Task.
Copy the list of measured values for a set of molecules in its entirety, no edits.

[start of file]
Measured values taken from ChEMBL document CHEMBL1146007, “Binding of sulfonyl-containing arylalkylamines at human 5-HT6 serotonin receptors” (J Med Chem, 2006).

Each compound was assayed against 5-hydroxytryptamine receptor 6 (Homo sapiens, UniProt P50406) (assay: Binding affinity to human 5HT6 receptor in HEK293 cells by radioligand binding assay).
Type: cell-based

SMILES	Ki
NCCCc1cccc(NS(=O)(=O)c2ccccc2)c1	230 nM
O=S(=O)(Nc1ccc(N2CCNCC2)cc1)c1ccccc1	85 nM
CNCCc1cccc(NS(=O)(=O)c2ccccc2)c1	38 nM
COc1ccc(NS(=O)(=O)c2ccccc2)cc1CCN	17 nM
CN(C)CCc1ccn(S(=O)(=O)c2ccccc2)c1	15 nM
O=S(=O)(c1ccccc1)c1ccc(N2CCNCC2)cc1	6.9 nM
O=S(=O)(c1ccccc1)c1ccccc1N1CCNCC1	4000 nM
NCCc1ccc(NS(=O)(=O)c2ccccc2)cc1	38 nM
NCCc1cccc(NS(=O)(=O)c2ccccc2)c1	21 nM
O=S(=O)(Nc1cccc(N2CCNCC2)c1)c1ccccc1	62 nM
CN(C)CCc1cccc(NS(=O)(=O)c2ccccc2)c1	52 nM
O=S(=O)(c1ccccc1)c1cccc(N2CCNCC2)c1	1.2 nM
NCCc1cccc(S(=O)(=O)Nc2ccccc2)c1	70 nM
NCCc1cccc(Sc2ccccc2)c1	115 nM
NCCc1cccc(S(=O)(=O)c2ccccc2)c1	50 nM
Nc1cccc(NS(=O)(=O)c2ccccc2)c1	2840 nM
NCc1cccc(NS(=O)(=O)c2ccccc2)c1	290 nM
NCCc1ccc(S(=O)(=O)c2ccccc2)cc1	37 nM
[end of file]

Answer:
Measured values taken from ChEMBL document CHEMBL1146007, “Binding of sulfonyl-containing arylalkylamines at human 5-HT6 serotonin receptors” (J Med Chem, 2006).

Each compound was assayed against 5-hydroxytryptamine receptor 6 (Homo sapiens, UniProt P50406) (assay: Binding affinity to human 5HT6 receptor in HEK293 cells by radioligand binding assay).
Type: cell-based

SMILES	Ki
NCCCc1cccc(NS(=O)(=O)c2ccccc2)c1	230 nM
O=S(=O)(Nc1ccc(N2CCNCC2)cc1)c1ccccc1	85 nM
CNCCc1cccc(NS(=O)(=O)c2ccccc2)c1	38 nM
COc1ccc(NS(=O)(=O)c2ccccc2)cc1CCN	17 nM
CN(C)CCc1ccn(S(=O)(=O)c2ccccc2)c1	15 nM
O=S(=O)(c1ccccc1)c1ccc(N2CCNCC2)cc1	6.9 nM
O=S(=O)(c1ccccc1)c1ccccc1N1CCNCC1	4000 nM
NCCc1ccc(NS(=O)(=O)c2ccccc2)cc1	38 nM
NCCc1cccc(NS(=O)(=O)c2ccccc2)c1	21 nM
O=S(=O)(Nc1cccc(N2CCNCC2)c1)c1ccccc1	62 nM
CN(C)CCc1cccc(NS(=O)(=O)c2ccccc2)c1	52 nM
O=S(=O)(c1ccccc1)c1cccc(N2CCNCC2)c1	1.2 nM
NCCc1cccc(S(=O)(=O)Nc2ccccc2)c1	70 nM
NCCc1cccc(Sc2ccccc2)c1	115 nM
NCCc1cccc(S(=O)(=O)c2ccccc2)c1	50 nM
Nc1cccc(NS(=O)(=O)c2ccccc2)c1	2840 nM
NCc1cccc(NS(=O)(=O)c2ccccc2)c1	290 nM
NCCc1ccc(S(=O)(=O)c2ccccc2)cc1	37 nM